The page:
Rockford Lhotka

 Wednesday, December 12, 2018

CSLA .NET 4.9.0 includes some exciting new features, primarily focused on server-side capabilities for containers, .NET Core, and ASP.NET Core. There are a number of data portal enhancements, as well as powerful new configuration options based around the .NET Core configuration subsystem.

Data Portal Enhancements

Many of the enhancements are focused on enabling powerful cloud/container based scenarios with the data portal. Most notably, the data portal now supports two different types of routing to enable the use of multiple server instances. It also has the option to track recent activity with the intent of supporting a basic health dashboard, the ability to force a client "offline", and support for the .NET Core IoC/DI model.

Client-side data portal routing

One common request is that it would be nice if a subset of data portal requests could be routed to some server endpoint other than the default. This idea supports a number of scenarios, including security, logging, multi-tenant server farms, and I'm sure many others.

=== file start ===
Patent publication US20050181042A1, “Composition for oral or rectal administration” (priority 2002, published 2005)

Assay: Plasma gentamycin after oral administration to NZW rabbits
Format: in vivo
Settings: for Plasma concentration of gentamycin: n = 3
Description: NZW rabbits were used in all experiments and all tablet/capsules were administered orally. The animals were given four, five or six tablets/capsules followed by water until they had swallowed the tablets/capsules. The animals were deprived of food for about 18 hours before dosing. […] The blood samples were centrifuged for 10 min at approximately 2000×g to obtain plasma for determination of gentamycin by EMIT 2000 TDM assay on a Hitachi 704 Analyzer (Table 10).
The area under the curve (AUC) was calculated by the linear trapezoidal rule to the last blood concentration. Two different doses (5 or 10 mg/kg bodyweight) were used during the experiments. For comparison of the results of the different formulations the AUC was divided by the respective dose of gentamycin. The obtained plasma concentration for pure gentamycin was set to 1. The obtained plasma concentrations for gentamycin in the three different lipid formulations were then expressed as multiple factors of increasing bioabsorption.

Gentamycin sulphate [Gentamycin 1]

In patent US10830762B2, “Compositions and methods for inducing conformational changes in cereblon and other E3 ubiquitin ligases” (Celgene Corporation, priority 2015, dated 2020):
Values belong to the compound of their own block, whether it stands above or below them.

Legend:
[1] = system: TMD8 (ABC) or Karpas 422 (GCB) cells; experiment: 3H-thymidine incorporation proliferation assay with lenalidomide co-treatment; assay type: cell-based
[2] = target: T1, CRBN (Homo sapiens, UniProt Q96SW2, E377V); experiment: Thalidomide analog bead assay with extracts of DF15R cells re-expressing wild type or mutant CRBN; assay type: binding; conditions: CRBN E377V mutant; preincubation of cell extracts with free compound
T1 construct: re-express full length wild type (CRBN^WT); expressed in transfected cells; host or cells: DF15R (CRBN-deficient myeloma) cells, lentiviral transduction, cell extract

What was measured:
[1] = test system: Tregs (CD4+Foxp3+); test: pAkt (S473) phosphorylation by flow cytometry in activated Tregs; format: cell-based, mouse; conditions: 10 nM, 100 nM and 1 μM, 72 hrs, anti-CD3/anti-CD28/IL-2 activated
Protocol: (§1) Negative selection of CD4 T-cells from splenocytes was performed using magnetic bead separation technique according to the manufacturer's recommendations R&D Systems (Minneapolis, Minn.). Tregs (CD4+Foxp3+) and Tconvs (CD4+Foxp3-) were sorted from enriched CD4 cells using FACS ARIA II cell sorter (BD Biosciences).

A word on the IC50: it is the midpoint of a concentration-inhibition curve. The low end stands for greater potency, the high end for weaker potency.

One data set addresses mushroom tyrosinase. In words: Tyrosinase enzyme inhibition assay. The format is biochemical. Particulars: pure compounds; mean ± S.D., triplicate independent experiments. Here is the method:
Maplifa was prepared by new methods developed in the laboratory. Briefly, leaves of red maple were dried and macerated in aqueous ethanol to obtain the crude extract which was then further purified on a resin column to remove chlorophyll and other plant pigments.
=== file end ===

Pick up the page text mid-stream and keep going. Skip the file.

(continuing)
When you configure the client-side data portal on a web server, mobile device, PC, Mac, or Linux desktop you can now provide mappings so specific business domain types (root object types) cause the data portal to call server-side endpoints other than the default. This can be done on a per-type basis, or by applying the DataPortalServerResource attribute to a root domain type.

As the client app starts up, the data portal must be configured with mappings from domain types or DataPortalServerResource attribute values to specific server endpoint definitions. For example:

      // set up default data portal for most types
      ApplicationContext.DataPortalProxy = typeof(Csla.DataPortalClient.HttpProxy).AssemblyQualifiedName;
      ApplicationContext.DataPortalUrlString = "";

      // add mapping for DataPortalServerResource attribute
        new Csla.DataPortalClient.DataPortalProxyDescriptor
        { ProxyTypeName = typeof(Csla.DataPortalClient.HttpProxy).AssemblyQualifiedName, DataPortalUrl = "" });